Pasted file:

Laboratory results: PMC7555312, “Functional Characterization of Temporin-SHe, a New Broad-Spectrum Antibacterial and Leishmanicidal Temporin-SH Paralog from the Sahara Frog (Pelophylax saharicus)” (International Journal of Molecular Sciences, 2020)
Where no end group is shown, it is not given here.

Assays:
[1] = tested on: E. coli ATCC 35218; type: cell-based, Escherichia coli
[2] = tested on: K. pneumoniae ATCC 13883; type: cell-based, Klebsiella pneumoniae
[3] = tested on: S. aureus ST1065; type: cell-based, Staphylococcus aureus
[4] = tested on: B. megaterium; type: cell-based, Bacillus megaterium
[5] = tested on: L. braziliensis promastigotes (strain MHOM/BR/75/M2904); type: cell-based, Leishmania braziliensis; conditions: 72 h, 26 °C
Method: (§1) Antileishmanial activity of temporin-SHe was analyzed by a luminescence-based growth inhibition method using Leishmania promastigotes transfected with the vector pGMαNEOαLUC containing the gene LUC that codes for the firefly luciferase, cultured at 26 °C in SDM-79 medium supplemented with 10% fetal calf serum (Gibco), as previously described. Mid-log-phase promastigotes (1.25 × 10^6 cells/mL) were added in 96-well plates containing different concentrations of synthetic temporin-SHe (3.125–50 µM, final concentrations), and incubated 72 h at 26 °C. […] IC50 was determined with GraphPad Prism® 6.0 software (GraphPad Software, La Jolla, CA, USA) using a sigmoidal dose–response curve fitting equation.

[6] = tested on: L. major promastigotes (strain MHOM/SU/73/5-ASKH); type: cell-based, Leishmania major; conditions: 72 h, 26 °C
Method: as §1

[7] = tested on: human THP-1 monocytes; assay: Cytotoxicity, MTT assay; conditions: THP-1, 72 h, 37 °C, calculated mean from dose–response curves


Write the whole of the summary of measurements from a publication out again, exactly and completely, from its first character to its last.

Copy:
Laboratory results: PMC7555312, “Functional Characterization of Temporin-SHe, a New Broad-Spectrum Antibacterial and Leishmanicidal Temporin-SH Paralog from the Sahara Frog (Pelophylax saharicus)” (International Journal of Molecular Sciences, 2020)
Where no end group is shown, it is not given here.

Assays:
[1] = tested on: E. coli ATCC 35218; type: cell-based, Escherichia coli
[2] = tested on: K. pneumoniae ATCC 13883; type: cell-based, Klebsiella pneumoniae
[3] = tested on: S. aureus ST1065; type: cell-based, Staphylococcus aureus
[4] = tested on: B. megaterium; type: cell-based, Bacillus megaterium
[5] = tested on: L. braziliensis promastigotes (strain MHOM/BR/75/M2904); type: cell-based, Leishmania braziliensis; conditions: 72 h, 26 °C
Method: (§1) Antileishmanial activity of temporin-SHe was analyzed by a luminescence-based growth inhibition method using Leishmania promastigotes transfected with the vector pGMαNEOαLUC containing the gene LUC that codes for the firefly luciferase, cultured at 26 °C in SDM-79 medium supplemented with 10% fetal calf serum (Gibco), as previously described. Mid-log-phase promastigotes (1.25 × 10^6 cells/mL) were added in 96-well plates containing different concentrations of synthetic temporin-SHe (3.125–50 µM, final concentrations), and incubated 72 h at 26 °C. […] IC50 was determined with GraphPad Prism® 6.0 software (GraphPad Software, La Jolla, CA, USA) using a sigmoidal dose–response curve fitting equation.

[6] = tested on: L. major promastigotes (strain MHOM/SU/73/5-ASKH); type: cell-based, Leishmania major; conditions: 72 h, 26 °C
Method: as §1

[7] = tested on: human THP-1 monocytes; assay: Cytotoxicity, MTT assay; conditions: THP-1, 72 h, 37 °C, calculated mean from dose–response curves